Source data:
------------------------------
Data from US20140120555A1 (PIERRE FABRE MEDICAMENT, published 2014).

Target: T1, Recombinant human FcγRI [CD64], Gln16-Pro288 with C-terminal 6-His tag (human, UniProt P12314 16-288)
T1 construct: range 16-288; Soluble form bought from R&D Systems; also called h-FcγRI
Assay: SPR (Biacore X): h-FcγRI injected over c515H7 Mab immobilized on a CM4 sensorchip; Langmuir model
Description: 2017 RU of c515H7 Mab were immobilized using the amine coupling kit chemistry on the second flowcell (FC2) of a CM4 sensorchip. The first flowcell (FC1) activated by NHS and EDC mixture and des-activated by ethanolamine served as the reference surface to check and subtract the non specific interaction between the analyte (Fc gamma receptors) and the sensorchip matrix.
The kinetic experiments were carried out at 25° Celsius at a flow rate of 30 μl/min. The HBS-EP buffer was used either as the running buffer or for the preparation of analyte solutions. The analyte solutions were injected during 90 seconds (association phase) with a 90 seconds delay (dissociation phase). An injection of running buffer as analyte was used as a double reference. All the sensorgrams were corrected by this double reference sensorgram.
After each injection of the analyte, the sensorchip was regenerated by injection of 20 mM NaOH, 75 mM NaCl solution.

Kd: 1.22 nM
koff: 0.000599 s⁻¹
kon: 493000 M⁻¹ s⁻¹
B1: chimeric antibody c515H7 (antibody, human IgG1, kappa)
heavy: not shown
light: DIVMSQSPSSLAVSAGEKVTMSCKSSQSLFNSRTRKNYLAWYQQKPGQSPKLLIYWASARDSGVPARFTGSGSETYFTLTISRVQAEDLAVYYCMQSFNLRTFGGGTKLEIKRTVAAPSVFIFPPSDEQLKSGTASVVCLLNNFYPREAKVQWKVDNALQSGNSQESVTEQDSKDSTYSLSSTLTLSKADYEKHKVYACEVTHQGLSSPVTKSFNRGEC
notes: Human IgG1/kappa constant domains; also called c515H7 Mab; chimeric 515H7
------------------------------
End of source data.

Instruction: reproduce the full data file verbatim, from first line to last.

Data from US20140120555A1 (PIERRE FABRE MEDICAMENT, published 2014).

Target: T1, Recombinant human FcγRI [CD64], Gln16-Pro288 with C-terminal 6-His tag (human, UniProt P12314 16-288)
T1 construct: range 16-288; Soluble form bought from R&D Systems; also called h-FcγRI
Assay: SPR (Biacore X): h-FcγRI injected over c515H7 Mab immobilized on a CM4 sensorchip; Langmuir model
Description: 2017 RU of c515H7 Mab were immobilized using the amine coupling kit chemistry on the second flowcell (FC2) of a CM4 sensorchip. The first flowcell (FC1) activated by NHS and EDC mixture and des-activated by ethanolamine served as the reference surface to check and subtract the non specific interaction between the analyte (Fc gamma receptors) and the sensorchip matrix.
The kinetic experiments were carried out at 25° Celsius at a flow rate of 30 μl/min. The HBS-EP buffer was used either as the running buffer or for the preparation of analyte solutions. The analyte solutions were injected during 90 seconds (association phase) with a 90 seconds delay (dissociation phase). An injection of running buffer as analyte was used as a double reference. All the sensorgrams were corrected by this double reference sensorgram.
After each injection of the analyte, the sensorchip was regenerated by injection of 20 mM NaOH, 75 mM NaCl solution.

Kd: 1.22 nM
koff: 0.000599 s⁻¹
kon: 493000 M⁻¹ s⁻¹
B1: chimeric antibody c515H7 (antibody, human IgG1, kappa)
heavy: not shown
light: DIVMSQSPSSLAVSAGEKVTMSCKSSQSLFNSRTRKNYLAWYQQKPGQSPKLLIYWASARDSGVPARFTGSGSETYFTLTISRVQAEDLAVYYCMQSFNLRTFGGGTKLEIKRTVAAPSVFIFPPSDEQLKSGTASVVCLLNNFYPREAKVQWKVDNALQSGNSQESVTEQDSKDSTYSLSSTLTLSKADYEKHKVYACEVTHQGLSSPVTKSFNRGEC
notes: Human IgG1/kappa constant domains; also called c515H7 Mab; chimeric 515H7